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Institutional Rigidities and Economic Growth


  • Hodgson, Geoff


This paper involves a critical discussion of Nicholas Kaldor's contribution to the theory of economic growth, and the associated Verdoorn Law. As well as Kaldor's theory, prominent rival theories, such as the diffusion hypothesis of S. Gomulka and the neo-Marxist model proposed by S. Bowles et al., are found wanting. An alternative approach is developed based on the nature and role of institutions in modern economies, and their function in encapsulating or transmitting both codifiable and noncodifiable knowledge. Confirmation of this "institutional" theory of economic growth is provided by an econometric test using cross-section OECD data. Copyright 1989 by Oxford University Press.

Suggested Citation

  • Hodgson, Geoff, 1989. "Institutional Rigidities and Economic Growth," Cambridge Journal of Economics, Oxford University Press, vol. 13(1), pages 79-101, March.
  • Handle: RePEc:oup:cambje:v:13:y:1989:i:1:p:79-101

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    References listed on IDEAS

    1. Malerba, Franco, 2002. "Sectoral systems of innovation and production," Research Policy, Elsevier, vol. 31(2), pages 247-264, February.
    2. Frederic S. Lee, 2002. "Theory creation and the methodological foundation of Post Keynesian economics," Cambridge Journal of Economics, Oxford University Press, vol. 26(6), pages 789-804, November.
    3. Freeman, Chris & Louca, Francisco, 2002. "As Time Goes By: From the Industrial Revolutions to the Information Revolution," OUP Catalogue, Oxford University Press, number 9780199251056, June.
    4. Richard R. Nelson & Sidney G. Winter, 2002. "Evolutionary Theorizing in Economics," Journal of Economic Perspectives, American Economic Association, vol. 16(2), pages 23-46, Spring.
    5. Fagerberg, Jan, 1987. "A technology gap approach to why growth rates differ," Research Policy, Elsevier, vol. 16(2-4), pages 87-99, August.
    6. Dosi, Giovanni, 1993. "Technological paradigms and technological trajectories : A suggested interpretation of the determinants and directions of technical change," Research Policy, Elsevier, vol. 22(2), pages 102-103, April.
    7. Geoffrey M. Hodgson, 1998. "The Approach of Institutional Economics," Journal of Economic Literature, American Economic Association, vol. 36(1), pages 166-192, March.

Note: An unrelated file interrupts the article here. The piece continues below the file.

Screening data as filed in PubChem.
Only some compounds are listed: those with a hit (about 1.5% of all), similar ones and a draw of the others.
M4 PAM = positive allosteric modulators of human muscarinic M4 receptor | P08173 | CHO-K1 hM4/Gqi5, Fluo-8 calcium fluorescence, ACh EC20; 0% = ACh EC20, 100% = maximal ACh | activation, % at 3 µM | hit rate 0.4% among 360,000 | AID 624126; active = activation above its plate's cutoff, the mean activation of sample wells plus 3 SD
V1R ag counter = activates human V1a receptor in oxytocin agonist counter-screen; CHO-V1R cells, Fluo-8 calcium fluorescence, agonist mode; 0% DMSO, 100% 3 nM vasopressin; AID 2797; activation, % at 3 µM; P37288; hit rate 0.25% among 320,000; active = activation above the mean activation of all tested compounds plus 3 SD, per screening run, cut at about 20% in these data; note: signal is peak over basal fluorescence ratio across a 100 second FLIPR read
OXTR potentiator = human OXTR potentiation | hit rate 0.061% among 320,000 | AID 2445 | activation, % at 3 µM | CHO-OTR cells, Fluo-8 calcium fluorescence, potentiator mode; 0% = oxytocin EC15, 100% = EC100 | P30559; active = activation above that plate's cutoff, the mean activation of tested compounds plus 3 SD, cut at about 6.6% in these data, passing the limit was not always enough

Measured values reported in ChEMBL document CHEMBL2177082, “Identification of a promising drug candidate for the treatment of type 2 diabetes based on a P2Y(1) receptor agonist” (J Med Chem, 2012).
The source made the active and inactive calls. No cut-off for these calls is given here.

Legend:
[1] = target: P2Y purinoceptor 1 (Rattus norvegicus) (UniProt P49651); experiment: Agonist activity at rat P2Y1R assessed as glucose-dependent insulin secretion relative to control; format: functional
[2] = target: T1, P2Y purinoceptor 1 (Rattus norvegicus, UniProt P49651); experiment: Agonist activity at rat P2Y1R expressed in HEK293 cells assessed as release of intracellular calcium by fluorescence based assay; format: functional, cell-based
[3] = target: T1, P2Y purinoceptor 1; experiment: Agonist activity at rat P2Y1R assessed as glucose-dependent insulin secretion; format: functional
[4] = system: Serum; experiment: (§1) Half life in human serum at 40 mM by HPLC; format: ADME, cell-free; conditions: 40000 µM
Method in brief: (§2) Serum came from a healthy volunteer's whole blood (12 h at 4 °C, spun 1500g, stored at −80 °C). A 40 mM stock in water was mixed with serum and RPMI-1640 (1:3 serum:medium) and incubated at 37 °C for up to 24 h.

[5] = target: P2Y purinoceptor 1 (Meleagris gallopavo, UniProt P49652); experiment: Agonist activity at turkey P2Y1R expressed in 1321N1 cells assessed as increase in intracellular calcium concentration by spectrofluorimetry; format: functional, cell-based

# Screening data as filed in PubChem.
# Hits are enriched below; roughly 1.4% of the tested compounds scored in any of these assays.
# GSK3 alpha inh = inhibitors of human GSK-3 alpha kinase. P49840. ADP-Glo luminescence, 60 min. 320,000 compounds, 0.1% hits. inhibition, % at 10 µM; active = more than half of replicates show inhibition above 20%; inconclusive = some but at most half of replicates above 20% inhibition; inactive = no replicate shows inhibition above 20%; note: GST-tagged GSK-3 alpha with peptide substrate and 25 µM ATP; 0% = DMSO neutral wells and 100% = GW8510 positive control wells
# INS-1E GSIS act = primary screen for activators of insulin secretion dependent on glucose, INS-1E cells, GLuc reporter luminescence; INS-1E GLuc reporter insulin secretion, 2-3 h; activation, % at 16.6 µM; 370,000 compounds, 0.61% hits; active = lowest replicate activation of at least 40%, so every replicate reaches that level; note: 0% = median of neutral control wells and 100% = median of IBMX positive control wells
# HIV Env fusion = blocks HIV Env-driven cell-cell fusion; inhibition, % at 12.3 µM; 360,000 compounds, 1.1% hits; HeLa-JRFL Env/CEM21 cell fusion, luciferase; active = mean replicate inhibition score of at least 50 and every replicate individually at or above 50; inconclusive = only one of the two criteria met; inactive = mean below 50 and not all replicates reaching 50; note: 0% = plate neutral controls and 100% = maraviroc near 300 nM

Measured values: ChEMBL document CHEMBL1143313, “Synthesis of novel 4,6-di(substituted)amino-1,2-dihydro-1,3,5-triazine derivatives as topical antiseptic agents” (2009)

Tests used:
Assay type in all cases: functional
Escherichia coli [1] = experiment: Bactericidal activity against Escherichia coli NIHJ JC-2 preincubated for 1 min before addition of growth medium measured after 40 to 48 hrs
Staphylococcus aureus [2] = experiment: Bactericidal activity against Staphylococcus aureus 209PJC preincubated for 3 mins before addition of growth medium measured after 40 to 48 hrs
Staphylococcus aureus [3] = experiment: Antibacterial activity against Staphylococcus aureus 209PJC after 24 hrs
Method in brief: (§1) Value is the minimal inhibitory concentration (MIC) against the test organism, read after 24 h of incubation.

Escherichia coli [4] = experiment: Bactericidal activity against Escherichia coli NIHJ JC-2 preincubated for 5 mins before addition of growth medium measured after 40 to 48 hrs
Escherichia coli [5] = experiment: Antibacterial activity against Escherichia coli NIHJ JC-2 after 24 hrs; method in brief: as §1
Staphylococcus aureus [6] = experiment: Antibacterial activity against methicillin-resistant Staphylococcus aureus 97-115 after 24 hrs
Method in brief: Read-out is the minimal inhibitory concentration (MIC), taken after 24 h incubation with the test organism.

8. Peter Nielsen, 2002. "Reflections on critical realism in political economy," Cambridge Journal of Economics, Oxford University Press, vol. 26(6), pages 727-738, November.
    9. Peter, Fabienne, 2001. "Rhetoric vs Realism in Economic Methodology: A Critical Assessment of Recent Contributions," Cambridge Journal of Economics, Oxford University Press, vol. 25(5), pages 571-589, September.
    10. Lawson, Tony, 1989. "Abstraction, Tendencies and Stylised Facts: A Realist Approach to Economic Analysis," Cambridge Journal of Economics, Oxford University Press, vol. 13(1), pages 59-78, March.
    11. Malerba, Franco, et al, 1999. "'History-Friendly' Models of Industry Evolution: The Computer Industry," Industrial and Corporate Change, Oxford University Press, vol. 8(1), pages 3-40, March.
    12. Stephen Pratten, 2005. "Economics as progress: the LSE approach to econometric modelling and critical realism as programmes for research," Cambridge Journal of Economics, Oxford University Press, vol. 29(2), pages 179-205, March.
    13. Northover, Patricia, 1999. "Evolutionary Growth Theory and Forms of Realism," Cambridge Journal of Economics, Oxford University Press, vol. 23(1), pages 33-63, January.
    14. G. Silverberg & B. Verspagen, 1995. "Evolutionary Theorizing on Economic Growth," Working Papers wp95078, International Institute for Applied Systems Analysis.
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    Cited by:

    1. G. Hodgson., 2006. "Some Claims Made for Critical Realism in Economics: Two Case Studies," VOPROSY ECONOMIKI, N.P. Redaktsiya zhurnala "Voprosy Economiki", vol. 7.
    2. Brunk, Gregory G. & Hunter, Kennith G., 2008. "An ecological perspective on interest groups and economic stagnation," Journal of Behavioral and Experimental Economics (formerly The Journal of Socio-Economics), Elsevier, vol. 37(1), pages 194-212, February.
    3. repec:oup:cjrecs:v:10:y:2017:i:3:p:509-526. is not listed on IDEAS
    4. Olsson, Ola, 2000. "A Microeconomic Analysis of Institutions," Working Papers in Economics 25, University of Gothenburg, Department of Economics.
    5. Jeremy Howells, 2011. "Innovation and Globalisation: A Systems of Innovation Perspective," Chapters,in: The Handbook of Globalisation, Second Edition, chapter 5 Edward Elgar Publishing.
    6. Kobos, Peter H. & Erickson, Jon D. & Drennen, Thomas E., 2006. "Technological learning and renewable energy costs: implications for US renewable energy policy," Energy Policy, Elsevier, vol. 34(13), pages 1645-1658, September.
    7. Fernando Collantes, 2009. "Rural Europe reshaped: the economic transformation of upland regions, 1850-2000 -super-1," Economic History Review, Economic History Society, vol. 62(2), pages 306-323, May.
    8. Nicholas Apergis & Spyros Zikos, 2003. "The Law of Verdoorn: Evidence from Greek Disaggregated Manufacturing Time Series Data," The Economic and Social Review, Economic and Social Studies, vol. 34(1), pages 87-104.

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